Pandemic Pounds a Problem? Take These 3 Steps to Reclaim Your Waistline

The pandemic has not been kind to our waistlines. In fact, the “APA’s survey of U.S. adults, conducted in late February 2021 by The Harris Poll, shows that a majority of adults (61%) experienced undesired weight changes—weight gain or loss—since the pandemic started, with 42% reporting they gained more weight than they intended. Of those, they gained an average of 29 pounds (the median amount gained was 15 pounds), and 10% said they gained more than 50 pounds, the poll found.”

The good news is you can reverse this trend and reclaim your pre-pandemic waistline, and these 5 tips will help.

Create a weight loss routine: The number one factor that results in weight loss is consistency. It doesn’t matter how amazing your diet and work are; if you aren’t hitting the activities regularly, they won’t’ matter.

Establishing a system that includes daily activity, balanced nutrition, and a good sleep pattern is vital. One of the unforeseen issues that the pandemic left us with as people traded business casual for PJ’s was the loss of routine.

Working that 9-5 provided a nice frame to our days. One of the first things you can do to get your weight loss kick-started is establishing a new routine.

Your Mindset Matters: Real talk for a minute here. Eating is not an activity for coping with your feelings! Especially during the earlier days of the pandemic, we had a lot of time on our hands. Organizations didn’t have contingencies created for a scenario like shutting down businesses for weeks at a time.

Many of us were left home with little or nothing to do for a significant amount of time. It was easy to let terrible habits around drinking and food creep in and stick.

I have spoken to many people who started to use food as a catch-all for everything they felt. Food is easy and releases just enough dopamine to override any semblance of willpower that might squeak out resistance to what you want to put in your mouth.

The trick here is to understand your internal dialogue and learn how to challenge false hunger cues. When we learn how to listen and talk to ourselves in a meaningful and directive way, we don’t need the willpower to change our world.

Keep in mind that this is a practice that needs to develop over time which means that you have to be mindful of your thoughts and patient with yourself.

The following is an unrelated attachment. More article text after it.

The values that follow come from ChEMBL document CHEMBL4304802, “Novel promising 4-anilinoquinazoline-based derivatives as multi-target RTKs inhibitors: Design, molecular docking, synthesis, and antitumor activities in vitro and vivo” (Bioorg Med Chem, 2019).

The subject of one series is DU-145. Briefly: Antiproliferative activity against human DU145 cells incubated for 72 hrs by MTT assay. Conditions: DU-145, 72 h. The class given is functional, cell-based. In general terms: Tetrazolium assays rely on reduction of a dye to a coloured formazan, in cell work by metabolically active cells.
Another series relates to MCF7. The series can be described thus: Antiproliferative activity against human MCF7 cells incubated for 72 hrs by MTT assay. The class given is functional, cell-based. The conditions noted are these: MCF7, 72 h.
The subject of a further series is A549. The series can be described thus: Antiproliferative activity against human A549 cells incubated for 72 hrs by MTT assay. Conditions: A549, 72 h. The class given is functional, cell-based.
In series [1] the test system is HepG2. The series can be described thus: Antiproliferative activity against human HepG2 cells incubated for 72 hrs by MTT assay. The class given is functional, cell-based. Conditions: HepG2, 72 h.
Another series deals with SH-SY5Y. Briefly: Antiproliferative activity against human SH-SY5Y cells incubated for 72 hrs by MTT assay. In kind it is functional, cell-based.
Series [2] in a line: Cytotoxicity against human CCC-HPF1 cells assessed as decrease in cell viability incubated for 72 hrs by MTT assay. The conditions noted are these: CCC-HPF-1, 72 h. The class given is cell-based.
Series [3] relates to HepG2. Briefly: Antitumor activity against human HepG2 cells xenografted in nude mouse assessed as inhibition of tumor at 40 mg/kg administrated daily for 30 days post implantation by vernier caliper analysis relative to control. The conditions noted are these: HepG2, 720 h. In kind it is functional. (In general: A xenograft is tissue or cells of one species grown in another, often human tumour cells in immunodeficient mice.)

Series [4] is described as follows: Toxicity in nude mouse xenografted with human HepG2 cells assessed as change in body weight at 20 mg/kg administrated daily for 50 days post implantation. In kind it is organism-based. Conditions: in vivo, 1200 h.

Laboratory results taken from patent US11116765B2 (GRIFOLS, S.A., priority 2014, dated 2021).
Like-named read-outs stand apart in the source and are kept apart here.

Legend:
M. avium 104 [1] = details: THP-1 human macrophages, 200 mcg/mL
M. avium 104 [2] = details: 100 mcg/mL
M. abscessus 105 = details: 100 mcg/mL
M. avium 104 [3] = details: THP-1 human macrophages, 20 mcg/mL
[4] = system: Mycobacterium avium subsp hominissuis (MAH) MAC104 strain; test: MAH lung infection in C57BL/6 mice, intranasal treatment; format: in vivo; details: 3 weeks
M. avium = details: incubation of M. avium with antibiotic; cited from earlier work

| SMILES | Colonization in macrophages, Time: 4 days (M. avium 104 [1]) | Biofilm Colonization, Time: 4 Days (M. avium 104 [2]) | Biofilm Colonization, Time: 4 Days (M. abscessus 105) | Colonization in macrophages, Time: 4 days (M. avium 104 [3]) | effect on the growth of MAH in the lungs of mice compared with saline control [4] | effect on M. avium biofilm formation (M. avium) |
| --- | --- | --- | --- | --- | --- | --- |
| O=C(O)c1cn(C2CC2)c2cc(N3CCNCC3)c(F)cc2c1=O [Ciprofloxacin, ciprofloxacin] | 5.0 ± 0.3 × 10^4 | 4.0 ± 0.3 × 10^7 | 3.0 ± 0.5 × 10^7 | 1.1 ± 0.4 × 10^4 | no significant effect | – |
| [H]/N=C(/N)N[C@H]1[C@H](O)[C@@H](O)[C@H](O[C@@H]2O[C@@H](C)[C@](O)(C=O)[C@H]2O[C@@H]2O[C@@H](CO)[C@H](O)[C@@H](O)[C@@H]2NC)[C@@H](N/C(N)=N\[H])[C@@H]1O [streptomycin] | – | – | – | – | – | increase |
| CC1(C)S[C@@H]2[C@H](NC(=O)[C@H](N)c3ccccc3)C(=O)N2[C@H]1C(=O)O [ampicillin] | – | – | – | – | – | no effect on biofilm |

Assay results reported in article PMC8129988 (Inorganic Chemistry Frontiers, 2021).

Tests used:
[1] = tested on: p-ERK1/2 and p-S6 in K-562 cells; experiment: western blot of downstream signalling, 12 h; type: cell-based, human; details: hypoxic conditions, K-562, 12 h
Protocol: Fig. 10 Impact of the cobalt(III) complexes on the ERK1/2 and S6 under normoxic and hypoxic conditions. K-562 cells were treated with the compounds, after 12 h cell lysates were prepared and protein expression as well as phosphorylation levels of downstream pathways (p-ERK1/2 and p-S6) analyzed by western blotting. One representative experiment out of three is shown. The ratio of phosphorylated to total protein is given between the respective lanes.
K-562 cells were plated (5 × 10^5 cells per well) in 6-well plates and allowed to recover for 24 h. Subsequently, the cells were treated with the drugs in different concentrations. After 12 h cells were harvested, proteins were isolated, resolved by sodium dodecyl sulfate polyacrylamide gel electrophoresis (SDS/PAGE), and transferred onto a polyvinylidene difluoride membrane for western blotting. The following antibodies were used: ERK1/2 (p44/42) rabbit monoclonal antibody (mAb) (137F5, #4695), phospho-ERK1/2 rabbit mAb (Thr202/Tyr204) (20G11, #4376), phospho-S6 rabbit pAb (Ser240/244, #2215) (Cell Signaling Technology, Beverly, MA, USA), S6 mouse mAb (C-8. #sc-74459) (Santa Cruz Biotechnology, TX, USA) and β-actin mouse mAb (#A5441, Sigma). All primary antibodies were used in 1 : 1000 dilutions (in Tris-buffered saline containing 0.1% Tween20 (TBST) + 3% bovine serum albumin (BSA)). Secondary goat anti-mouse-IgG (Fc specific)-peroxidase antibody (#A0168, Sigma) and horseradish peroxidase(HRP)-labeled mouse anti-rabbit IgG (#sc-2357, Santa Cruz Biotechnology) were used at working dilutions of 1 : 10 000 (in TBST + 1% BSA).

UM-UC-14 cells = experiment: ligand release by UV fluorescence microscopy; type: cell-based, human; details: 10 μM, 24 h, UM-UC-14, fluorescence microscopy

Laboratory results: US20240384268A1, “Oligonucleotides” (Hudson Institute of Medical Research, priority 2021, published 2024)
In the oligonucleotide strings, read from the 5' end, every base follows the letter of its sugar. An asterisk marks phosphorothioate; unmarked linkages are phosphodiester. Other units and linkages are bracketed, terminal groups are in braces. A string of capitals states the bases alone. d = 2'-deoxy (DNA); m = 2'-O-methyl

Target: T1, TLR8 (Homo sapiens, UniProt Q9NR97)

Keep nutrition simple: It can be very tempting to subscribe to the latest diet trend, especially if you have struggled with your relationship with food in the past.

The diet landscape is confusing at best. You would be doing yourself a favor to shrink your view of this landscape down to the basics. I feel that most people can tell the good foods from the junk. Poptarts, while tasty, are not a part of a nutritious breakfast.

If you are ready to take serious steps with food use and app, track your food for a couple of weeks across multiple situations, and get a good idea of what you are eating.

Adjust your meals to the calories the app recommends for weight loss and create a plan that has you eating every 2-3 hours during your day.

No fancy diet plan is needed. From my experience, most people that I have worked with over the years drastically underestimate their caloric intake throughout the week. I see people do well 4-5 days a week and consume calorie bombs on the weekend. This rollercoaster works against efforts to lose weight, and the sooner you break the rollercoaster, the faster you will lose weight.

You need to take steps today to start the process of weight loss. Keep activity consistent, set up a mindset to help you succeed, and simplify your meal plan. We’ve given some great tips here for getting started on losing weight, so let us know what has worked for you in the past or if we missed anything important. Have any questions? Let us know!

Matt Lawson, MA, NCC, LPC

Matt Lawson, MA, NCC, LPC

Hi, I'm Matt, and I'm a counselor who helps people achieve optimal health. I currently offer counseling services here at Chicago Compass Counseling and specialize in eSports and video game addiction. If you're interested, you can read more about me on my about page.